In Exodus 2:10, we have a curious remark attributed to the Egyptian princess who saved Moses from the river: “She named him Moses, saying, ‘I drew him out of the water.'” Now, this is generally considered by rabbinical tradition to be a Hebrew pun: Moses is “Moshe” in Hebrew, and “I drew him” is “meshitihu”–they have the same consonantal root. However, the pun is extremely tenuous, and Moshe (with its vowels) does not actually work as a Hebrew name. In addition, you must account for an Egyptian princess making a pun in Hebrew (or rather, in Proto-Canaanite; there is really no difference between Hebrew and Canaanite at this date). This makes no sense, and so some scholars consider this record either a scribal addition to explain Moses’ strange name or an outright error. I argue that it is neither. She did, in fact, name him “Moses”–and something more, which perfectly justified the rest of her comment, made in Egyptian, with no Hebrew pun in evidence.
Scholars agree that Moses/Moshe is a perfectly legitimate name of the 18th Dynasty in Egypt, meaning “offspring” or “child,” but it’s usually found in conjunction with a god’s name: Ramose, meaning “child of Ra,” Thutmose, meaning “child of Toth,” and so on. Many scholars think that there was originally more to Moses’ name, a pagan element that Moses dropped as soon as he left Egypt. I would suggest, from the cryptic comment and what we know of Egyptian mythology, that his full name meant “child of Osiris”–offensively pagan to the Hebrews, but it would make perfect sense with the princess’ remark–“She named him Child of Osiris, saying, ‘I drew him out of the water.'”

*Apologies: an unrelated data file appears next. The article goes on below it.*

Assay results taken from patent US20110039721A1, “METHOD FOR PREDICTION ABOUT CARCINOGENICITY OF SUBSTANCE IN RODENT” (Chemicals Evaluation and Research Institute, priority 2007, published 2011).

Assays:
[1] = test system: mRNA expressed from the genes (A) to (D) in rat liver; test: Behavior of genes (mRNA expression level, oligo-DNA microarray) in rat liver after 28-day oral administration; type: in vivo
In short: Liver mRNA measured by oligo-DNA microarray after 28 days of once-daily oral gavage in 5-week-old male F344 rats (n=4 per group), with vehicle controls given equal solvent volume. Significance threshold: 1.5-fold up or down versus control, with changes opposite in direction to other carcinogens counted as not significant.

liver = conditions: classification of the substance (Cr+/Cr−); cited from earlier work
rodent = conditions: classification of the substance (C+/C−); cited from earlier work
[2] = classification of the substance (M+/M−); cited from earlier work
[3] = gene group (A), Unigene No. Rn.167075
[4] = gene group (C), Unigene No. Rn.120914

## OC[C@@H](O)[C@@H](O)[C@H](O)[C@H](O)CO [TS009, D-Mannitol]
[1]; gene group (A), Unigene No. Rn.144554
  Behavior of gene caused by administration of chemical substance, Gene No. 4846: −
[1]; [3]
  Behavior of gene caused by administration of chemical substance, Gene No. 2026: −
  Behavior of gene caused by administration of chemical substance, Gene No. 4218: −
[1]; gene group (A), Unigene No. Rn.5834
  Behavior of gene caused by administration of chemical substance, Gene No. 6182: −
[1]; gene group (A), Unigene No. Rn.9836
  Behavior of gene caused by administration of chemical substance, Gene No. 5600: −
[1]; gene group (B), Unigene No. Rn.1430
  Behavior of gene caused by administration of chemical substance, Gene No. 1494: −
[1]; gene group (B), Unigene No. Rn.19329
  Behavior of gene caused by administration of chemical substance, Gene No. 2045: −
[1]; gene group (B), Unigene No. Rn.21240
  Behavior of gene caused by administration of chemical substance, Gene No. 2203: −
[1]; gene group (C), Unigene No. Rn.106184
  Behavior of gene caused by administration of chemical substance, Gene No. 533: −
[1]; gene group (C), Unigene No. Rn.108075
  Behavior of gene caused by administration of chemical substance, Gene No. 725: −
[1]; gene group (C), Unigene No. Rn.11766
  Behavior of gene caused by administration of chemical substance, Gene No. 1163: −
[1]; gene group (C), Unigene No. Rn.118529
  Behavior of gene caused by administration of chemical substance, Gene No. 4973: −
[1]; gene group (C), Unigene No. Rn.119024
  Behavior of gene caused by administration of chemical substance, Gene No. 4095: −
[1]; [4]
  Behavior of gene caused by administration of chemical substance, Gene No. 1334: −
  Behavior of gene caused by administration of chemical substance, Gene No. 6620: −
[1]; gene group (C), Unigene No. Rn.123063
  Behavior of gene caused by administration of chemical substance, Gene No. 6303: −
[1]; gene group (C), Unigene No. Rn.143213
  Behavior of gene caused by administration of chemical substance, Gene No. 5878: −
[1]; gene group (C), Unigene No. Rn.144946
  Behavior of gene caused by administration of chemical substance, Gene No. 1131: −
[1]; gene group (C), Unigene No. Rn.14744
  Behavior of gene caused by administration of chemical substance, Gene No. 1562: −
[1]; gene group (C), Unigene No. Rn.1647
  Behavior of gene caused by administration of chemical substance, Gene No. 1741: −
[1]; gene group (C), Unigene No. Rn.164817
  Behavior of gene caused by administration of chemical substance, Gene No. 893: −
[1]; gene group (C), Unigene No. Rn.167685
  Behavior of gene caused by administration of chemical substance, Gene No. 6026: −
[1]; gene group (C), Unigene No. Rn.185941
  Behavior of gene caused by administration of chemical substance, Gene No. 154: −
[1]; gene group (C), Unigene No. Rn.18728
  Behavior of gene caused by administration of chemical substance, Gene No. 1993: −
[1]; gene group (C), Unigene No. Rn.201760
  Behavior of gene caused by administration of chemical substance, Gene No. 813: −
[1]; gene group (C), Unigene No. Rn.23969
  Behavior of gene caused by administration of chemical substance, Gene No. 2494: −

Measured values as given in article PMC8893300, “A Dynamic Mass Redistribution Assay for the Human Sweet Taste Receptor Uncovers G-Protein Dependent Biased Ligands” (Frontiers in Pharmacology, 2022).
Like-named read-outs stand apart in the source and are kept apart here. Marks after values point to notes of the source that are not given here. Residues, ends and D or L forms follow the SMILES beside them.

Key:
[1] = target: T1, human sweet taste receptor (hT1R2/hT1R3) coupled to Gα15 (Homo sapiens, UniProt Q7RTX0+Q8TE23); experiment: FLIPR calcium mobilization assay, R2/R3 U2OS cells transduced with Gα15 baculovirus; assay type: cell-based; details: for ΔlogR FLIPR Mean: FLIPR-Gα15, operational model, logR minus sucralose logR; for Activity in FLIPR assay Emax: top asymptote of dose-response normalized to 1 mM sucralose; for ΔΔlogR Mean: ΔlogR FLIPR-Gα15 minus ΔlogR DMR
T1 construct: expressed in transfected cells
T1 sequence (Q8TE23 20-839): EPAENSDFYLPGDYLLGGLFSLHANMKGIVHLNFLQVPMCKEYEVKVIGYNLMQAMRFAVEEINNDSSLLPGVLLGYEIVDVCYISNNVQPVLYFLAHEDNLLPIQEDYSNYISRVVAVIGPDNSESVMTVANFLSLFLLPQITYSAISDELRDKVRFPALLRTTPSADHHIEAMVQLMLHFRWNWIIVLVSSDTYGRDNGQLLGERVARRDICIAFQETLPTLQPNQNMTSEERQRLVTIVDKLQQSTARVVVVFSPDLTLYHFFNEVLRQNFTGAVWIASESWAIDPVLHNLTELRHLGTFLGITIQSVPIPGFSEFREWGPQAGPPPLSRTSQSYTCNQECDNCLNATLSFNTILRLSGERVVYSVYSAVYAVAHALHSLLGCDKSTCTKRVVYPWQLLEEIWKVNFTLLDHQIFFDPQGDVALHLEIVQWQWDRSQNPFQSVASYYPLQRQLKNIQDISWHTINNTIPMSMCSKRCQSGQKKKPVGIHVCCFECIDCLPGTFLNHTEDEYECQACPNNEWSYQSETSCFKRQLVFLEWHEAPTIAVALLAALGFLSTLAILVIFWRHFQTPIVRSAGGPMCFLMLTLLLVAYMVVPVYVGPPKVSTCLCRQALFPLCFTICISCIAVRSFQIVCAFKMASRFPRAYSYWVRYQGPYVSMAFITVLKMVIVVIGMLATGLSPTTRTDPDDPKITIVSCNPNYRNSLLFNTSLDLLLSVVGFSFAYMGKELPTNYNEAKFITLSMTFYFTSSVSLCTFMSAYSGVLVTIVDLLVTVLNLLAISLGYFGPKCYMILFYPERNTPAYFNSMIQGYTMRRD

Buy why Osiris? The connection between a person found in the river and the specific god Osiris is linked to the major Egyptian myth of Osiris’ life. As I recorded in a previous article, Osiris was killed by his brother Set, and his body was tossed (or chopped up and tossed) into the river Nile. Osiris’ loving wife recovered and reanimated it–all except his penis, which was eaten by a fish. The Egyptian princess then finds a circumcised baby boy on the river, and despite her knowledge of Hebrew customs, this would have instantly called to mind the legend of Osiris and put her, quite flatteringly, in the role of Isis.
So that makes perfect sense. If she said, “I drew him out of the water” to explain her name choice, she could have hardly have choses any other name. But do we have any evidence of this?
Why, yes. Yes, we do.
SOne of the most significant sources that we have for this time period is the fragmentary Aegyptiaca by Manetho (a Hellenized Egyptian priest about 300 BC). It comes to us only through secondary sources. Manetho seems to have confused three historical events that occurred about the same time: first was the elevation of Joseph in the Egyptian king’s court; second was the ejection of the Hyksos (which means “kings of foreign lands”), Syro-Palestinian Semites who had conquered Egypt and ruled it for some time; and third was the Exodus of the Hebrews.